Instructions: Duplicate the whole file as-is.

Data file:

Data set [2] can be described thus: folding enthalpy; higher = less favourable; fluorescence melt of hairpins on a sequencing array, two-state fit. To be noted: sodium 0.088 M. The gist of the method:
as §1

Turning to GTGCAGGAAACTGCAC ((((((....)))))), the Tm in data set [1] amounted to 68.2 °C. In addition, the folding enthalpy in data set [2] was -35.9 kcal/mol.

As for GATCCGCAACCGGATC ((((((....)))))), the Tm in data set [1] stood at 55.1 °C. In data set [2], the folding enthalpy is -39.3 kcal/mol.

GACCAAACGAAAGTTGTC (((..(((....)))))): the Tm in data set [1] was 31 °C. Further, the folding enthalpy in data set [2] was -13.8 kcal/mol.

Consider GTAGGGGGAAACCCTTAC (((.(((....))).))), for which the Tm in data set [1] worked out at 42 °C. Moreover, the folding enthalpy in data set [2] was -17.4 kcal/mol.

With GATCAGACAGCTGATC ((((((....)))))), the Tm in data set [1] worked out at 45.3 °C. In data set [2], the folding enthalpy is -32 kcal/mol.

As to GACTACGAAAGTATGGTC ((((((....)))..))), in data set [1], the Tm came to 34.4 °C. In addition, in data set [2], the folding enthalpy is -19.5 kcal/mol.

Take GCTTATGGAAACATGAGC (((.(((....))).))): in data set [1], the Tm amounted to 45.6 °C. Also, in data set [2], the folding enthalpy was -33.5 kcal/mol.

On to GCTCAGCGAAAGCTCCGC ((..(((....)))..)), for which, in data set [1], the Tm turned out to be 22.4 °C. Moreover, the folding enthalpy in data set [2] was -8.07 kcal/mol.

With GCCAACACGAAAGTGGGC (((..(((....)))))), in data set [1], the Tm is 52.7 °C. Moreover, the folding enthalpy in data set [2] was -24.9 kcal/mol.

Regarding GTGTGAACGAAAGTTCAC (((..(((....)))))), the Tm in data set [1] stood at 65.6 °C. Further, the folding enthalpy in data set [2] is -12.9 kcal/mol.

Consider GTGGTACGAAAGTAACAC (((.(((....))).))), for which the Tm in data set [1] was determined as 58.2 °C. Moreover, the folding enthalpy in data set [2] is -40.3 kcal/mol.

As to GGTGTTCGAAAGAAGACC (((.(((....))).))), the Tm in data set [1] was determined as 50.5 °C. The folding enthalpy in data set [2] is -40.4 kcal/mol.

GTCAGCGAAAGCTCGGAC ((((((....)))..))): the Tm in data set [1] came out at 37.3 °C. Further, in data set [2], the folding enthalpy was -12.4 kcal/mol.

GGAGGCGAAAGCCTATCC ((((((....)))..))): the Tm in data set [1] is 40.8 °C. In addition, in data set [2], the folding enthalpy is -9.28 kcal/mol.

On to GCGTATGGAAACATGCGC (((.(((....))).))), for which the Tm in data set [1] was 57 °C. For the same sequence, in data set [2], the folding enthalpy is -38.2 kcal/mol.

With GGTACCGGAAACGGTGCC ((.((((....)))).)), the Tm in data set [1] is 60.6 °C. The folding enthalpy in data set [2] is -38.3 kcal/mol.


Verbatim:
Data set [2] can be described thus: folding enthalpy; higher = less favourable; fluorescence melt of hairpins on a sequencing array, two-state fit. To be noted: sodium 0.088 M. The gist of the method:
as §1

Turning to GTGCAGGAAACTGCAC ((((((....)))))), the Tm in data set [1] amounted to 68.2 °C. In addition, the folding enthalpy in data set [2] was -35.9 kcal/mol.

As for GATCCGCAACCGGATC ((((((....)))))), the Tm in data set [1] stood at 55.1 °C. In data set [2], the folding enthalpy is -39.3 kcal/mol.

GACCAAACGAAAGTTGTC (((..(((....)))))): the Tm in data set [1] was 31 °C. Further, the folding enthalpy in data set [2] was -13.8 kcal/mol.

Consider GTAGGGGGAAACCCTTAC (((.(((....))).))), for which the Tm in data set [1] worked out at 42 °C. Moreover, the folding enthalpy in data set [2] was -17.4 kcal/mol.

With GATCAGACAGCTGATC ((((((....)))))), the Tm in data set [1] worked out at 45.3 °C. In data set [2], the folding enthalpy is -32 kcal/mol.

As to GACTACGAAAGTATGGTC ((((((....)))..))), in data set [1], the Tm came to 34.4 °C. In addition, in data set [2], the folding enthalpy is -19.5 kcal/mol.

Take GCTTATGGAAACATGAGC (((.(((....))).))): in data set [1], the Tm amounted to 45.6 °C. Also, in data set [2], the folding enthalpy was -33.5 kcal/mol.

On to GCTCAGCGAAAGCTCCGC ((..(((....)))..)), for which, in data set [1], the Tm turned out to be 22.4 °C. Moreover, the folding enthalpy in data set [2] was -8.07 kcal/mol.

With GCCAACACGAAAGTGGGC (((..(((....)))))), in data set [1], the Tm is 52.7 °C. Moreover, the folding enthalpy in data set [2] was -24.9 kcal/mol.

Regarding GTGTGAACGAAAGTTCAC (((..(((....)))))), the Tm in data set [1] stood at 65.6 °C. Further, the folding enthalpy in data set [2] is -12.9 kcal/mol.

Consider GTGGTACGAAAGTAACAC (((.(((....))).))), for which the Tm in data set [1] was determined as 58.2 °C. Moreover, the folding enthalpy in data set [2] is -40.3 kcal/mol.

As to GGTGTTCGAAAGAAGACC (((.(((....))).))), the Tm in data set [1] was determined as 50.5 °C. The folding enthalpy in data set [2] is -40.4 kcal/mol.

GTCAGCGAAAGCTCGGAC ((((((....)))..))): the Tm in data set [1] came out at 37.3 °C. Further, in data set [2], the folding enthalpy was -12.4 kcal/mol.

GGAGGCGAAAGCCTATCC ((((((....)))..))): the Tm in data set [1] is 40.8 °C. In addition, in data set [2], the folding enthalpy is -9.28 kcal/mol.

On to GCGTATGGAAACATGCGC (((.(((....))).))), for which the Tm in data set [1] was 57 °C. For the same sequence, in data set [2], the folding enthalpy is -38.2 kcal/mol.

With GGTACCGGAAACGGTGCC ((.((((....)))).)), the Tm in data set [1] is 60.6 °C. The folding enthalpy in data set [2] is -38.3 kcal/mol.